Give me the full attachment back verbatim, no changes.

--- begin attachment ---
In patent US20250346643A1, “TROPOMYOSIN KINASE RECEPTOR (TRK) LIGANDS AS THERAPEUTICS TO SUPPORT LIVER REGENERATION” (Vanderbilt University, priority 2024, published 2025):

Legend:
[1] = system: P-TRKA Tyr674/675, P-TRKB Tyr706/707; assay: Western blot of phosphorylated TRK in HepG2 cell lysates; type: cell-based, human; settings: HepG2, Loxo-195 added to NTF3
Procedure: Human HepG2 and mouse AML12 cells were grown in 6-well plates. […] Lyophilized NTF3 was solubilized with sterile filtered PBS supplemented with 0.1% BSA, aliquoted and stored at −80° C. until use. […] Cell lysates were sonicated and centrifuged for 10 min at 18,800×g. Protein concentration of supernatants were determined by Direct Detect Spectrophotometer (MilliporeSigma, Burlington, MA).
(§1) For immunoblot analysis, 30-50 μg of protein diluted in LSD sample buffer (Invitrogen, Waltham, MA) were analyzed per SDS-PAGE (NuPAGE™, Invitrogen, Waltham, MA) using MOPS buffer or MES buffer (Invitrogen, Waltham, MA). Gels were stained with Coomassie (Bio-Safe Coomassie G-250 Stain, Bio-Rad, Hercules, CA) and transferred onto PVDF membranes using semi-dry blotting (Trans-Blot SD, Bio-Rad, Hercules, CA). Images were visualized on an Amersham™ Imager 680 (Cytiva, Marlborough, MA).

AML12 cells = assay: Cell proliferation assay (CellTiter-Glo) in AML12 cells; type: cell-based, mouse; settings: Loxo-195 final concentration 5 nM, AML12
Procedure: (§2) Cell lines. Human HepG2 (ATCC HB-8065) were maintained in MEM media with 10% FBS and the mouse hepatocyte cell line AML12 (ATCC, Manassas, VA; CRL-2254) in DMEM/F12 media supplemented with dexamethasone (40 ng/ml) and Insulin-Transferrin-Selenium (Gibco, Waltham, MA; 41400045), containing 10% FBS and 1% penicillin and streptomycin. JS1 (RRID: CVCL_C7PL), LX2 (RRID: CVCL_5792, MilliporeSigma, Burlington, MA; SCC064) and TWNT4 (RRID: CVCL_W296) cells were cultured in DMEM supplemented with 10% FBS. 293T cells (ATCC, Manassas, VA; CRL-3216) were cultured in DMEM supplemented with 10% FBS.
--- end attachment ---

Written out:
In patent US20250346643A1, “TROPOMYOSIN KINASE RECEPTOR (TRK) LIGANDS AS THERAPEUTICS TO SUPPORT LIVER REGENERATION” (Vanderbilt University, priority 2024, published 2025):

Legend:
[1] = system: P-TRKA Tyr674/675, P-TRKB Tyr706/707; assay: Western blot of phosphorylated TRK in HepG2 cell lysates; type: cell-based, human; settings: HepG2, Loxo-195 added to NTF3
Procedure: Human HepG2 and mouse AML12 cells were grown in 6-well plates. […] Lyophilized NTF3 was solubilized with sterile filtered PBS supplemented with 0.1% BSA, aliquoted and stored at −80° C. until use. […] Cell lysates were sonicated and centrifuged for 10 min at 18,800×g. Protein concentration of supernatants were determined by Direct Detect Spectrophotometer (MilliporeSigma, Burlington, MA).
(§1) For immunoblot analysis, 30-50 μg of protein diluted in LSD sample buffer (Invitrogen, Waltham, MA) were analyzed per SDS-PAGE (NuPAGE™, Invitrogen, Waltham, MA) using MOPS buffer or MES buffer (Invitrogen, Waltham, MA). Gels were stained with Coomassie (Bio-Safe Coomassie G-250 Stain, Bio-Rad, Hercules, CA) and transferred onto PVDF membranes using semi-dry blotting (Trans-Blot SD, Bio-Rad, Hercules, CA). Images were visualized on an Amersham™ Imager 680 (Cytiva, Marlborough, MA).

AML12 cells = assay: Cell proliferation assay (CellTiter-Glo) in AML12 cells; type: cell-based, mouse; settings: Loxo-195 final concentration 5 nM, AML12
Procedure: (§2) Cell lines. Human HepG2 (ATCC HB-8065) were maintained in MEM media with 10% FBS and the mouse hepatocyte cell line AML12 (ATCC, Manassas, VA; CRL-2254) in DMEM/F12 media supplemented with dexamethasone (40 ng/ml) and Insulin-Transferrin-Selenium (Gibco, Waltham, MA; 41400045), containing 10% FBS and 1% penicillin and streptomycin. JS1 (RRID: CVCL_C7PL), LX2 (RRID: CVCL_5792, MilliporeSigma, Burlington, MA; SCC064) and TWNT4 (RRID: CVCL_W296) cells were cultured in DMEM supplemented with 10% FBS. 293T cells (ATCC, Manassas, VA; CRL-3216) were cultured in DMEM supplemented with 10% FBS.